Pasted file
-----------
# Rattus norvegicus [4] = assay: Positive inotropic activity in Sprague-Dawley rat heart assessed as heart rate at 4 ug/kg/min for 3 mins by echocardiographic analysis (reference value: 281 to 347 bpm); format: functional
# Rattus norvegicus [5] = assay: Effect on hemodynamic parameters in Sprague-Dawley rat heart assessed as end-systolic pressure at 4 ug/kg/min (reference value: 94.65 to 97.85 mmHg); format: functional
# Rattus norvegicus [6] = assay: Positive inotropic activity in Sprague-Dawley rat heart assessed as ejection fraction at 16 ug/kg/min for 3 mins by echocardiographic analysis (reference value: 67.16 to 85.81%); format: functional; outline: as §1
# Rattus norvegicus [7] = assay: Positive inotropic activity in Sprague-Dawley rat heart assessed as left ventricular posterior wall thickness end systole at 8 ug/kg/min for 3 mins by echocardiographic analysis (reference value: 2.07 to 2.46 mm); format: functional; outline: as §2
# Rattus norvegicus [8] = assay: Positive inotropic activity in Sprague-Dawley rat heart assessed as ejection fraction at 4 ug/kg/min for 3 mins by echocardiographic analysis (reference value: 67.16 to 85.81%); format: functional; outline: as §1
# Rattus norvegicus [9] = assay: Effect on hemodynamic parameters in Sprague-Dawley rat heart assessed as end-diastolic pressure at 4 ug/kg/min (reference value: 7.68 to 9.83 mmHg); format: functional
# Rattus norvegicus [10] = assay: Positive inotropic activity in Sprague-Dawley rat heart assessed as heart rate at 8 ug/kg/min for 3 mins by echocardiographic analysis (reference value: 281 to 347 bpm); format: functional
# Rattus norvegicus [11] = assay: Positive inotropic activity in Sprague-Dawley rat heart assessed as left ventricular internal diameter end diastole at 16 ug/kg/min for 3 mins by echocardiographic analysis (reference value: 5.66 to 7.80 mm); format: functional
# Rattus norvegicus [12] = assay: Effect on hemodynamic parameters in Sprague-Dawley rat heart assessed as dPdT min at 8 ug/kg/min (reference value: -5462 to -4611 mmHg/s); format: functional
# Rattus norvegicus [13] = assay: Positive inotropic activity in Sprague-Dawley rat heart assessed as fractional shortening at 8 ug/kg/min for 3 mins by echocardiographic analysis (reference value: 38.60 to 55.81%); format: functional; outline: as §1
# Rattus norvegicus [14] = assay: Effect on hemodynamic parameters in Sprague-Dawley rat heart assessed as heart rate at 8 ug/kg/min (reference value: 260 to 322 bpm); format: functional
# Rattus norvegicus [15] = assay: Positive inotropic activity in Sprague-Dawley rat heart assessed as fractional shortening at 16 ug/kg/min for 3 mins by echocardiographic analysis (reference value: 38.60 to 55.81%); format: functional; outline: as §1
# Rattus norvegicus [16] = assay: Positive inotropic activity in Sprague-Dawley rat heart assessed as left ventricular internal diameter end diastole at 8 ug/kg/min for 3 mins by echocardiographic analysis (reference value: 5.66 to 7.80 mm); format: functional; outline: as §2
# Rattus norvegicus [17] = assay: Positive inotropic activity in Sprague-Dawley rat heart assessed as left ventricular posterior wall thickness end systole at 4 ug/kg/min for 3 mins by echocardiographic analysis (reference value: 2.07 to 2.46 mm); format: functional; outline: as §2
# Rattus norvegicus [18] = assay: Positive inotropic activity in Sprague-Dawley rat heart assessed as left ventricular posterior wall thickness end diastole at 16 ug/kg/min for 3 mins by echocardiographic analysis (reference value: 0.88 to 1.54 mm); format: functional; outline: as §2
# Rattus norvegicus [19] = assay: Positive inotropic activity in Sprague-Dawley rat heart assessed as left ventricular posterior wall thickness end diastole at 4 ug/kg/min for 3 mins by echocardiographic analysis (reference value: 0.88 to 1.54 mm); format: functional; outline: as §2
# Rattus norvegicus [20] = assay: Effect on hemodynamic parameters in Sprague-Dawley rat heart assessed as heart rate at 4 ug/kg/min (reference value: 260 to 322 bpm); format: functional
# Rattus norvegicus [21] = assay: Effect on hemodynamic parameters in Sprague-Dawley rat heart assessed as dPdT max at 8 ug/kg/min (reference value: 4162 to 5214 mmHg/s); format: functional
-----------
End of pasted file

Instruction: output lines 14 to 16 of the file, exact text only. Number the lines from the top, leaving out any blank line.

# Rattus norvegicus [17] = assay: Positive inotropic activity in Sprague-Dawley rat heart assessed as left ventricular posterior wall thickness end systole at 4 ug/kg/min for 3 mins by echocardiographic analysis (reference value: 2.07 to 2.46 mm); format: functional; outline: as §2
# Rattus norvegicus [18] = assay: Positive inotropic activity in Sprague-Dawley rat heart assessed as left ventricular posterior wall thickness end diastole at 16 ug/kg/min for 3 mins by echocardiographic analysis (reference value: 0.88 to 1.54 mm); format: functional; outline: as §2
# Rattus norvegicus [19] = assay: Positive inotropic activity in Sprague-Dawley rat heart assessed as left ventricular posterior wall thickness end diastole at 4 ug/kg/min for 3 mins by echocardiographic analysis (reference value: 0.88 to 1.54 mm); format: functional; outline: as §2